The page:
Foreign aid to Africa after the global financial crisis: A consideration in retrospect

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Lasbrey Anochiwa
SAMA, Roseline

Abstract

Several projections were made during and after the Global financial crises of 2007-2009 about the continuity of foreign aid to Africa.Some opined that the financial crises will reach Sub Saharan Africa via the decline of foreign aid as well as other financial transfers such as remittances and Foreign Direct Investment. It is on this premise that this study examined the flow of foreign aid to Africa in an effort to appreciate the trend before, during and after the Global financial crisis. The study used trend charts and the Bai-Perron multiple structural break test as well as the Chow test to analyse data sourced from the World Bank Indicators. The results show that, though Overall ODA dropped in 2007, it consistently increased up to 2013 by 25%. The structural break test shows that the trend of ODA has not significantly changed as a result of the Global financial crisis for; low, lower middle, higher middle and Sub Saharan countries as a whole. The result further shows that ODA to low income countries were higher than those of lower middle income countries which was equally higher than higher middle income countries. ODA to the agricultural, educational and economic infrastructural sector all increased after 2009. It is only ODA to the health sector that dropped significantly. The study concludes that Foreign aid to Africa has not declined, but rather improved in most cases. It therefore commends the efforts of aid donors and emphasizes the complementing role of foreign aid to Africa.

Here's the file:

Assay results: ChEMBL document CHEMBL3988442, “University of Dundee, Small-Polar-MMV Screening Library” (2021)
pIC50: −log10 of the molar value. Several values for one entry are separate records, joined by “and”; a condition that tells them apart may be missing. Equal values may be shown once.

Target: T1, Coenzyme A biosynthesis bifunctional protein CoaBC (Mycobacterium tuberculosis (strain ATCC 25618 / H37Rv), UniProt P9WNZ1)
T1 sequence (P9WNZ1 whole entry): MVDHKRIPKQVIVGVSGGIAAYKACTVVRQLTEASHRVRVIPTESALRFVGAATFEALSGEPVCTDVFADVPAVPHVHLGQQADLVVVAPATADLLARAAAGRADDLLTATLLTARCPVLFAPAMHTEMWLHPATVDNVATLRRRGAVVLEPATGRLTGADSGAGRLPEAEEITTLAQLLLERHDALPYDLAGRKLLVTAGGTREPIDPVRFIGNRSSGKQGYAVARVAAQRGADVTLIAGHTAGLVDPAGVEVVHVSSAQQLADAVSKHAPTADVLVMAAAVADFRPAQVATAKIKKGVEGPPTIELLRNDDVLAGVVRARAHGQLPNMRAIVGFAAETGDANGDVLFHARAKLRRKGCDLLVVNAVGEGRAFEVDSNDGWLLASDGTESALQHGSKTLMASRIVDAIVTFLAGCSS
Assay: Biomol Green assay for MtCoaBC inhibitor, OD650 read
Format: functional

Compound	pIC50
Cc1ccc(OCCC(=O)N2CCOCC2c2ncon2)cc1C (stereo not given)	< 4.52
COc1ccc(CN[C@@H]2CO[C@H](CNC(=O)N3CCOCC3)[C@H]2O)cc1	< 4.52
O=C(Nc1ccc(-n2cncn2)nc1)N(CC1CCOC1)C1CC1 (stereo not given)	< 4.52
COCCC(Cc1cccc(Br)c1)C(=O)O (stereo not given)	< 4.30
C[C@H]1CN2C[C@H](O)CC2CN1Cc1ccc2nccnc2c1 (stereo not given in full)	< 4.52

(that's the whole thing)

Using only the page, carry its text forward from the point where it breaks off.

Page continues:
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How to Cite
Anochiwa, L., & Sama, R. (2021). Foreign aid to Africa after the global financial crisis: A consideration in retrospect . Journal of Public Value and Administrative Insight, 4(2), 57–68. https://doi.org/10.31580/jpvai.v4i2.1511
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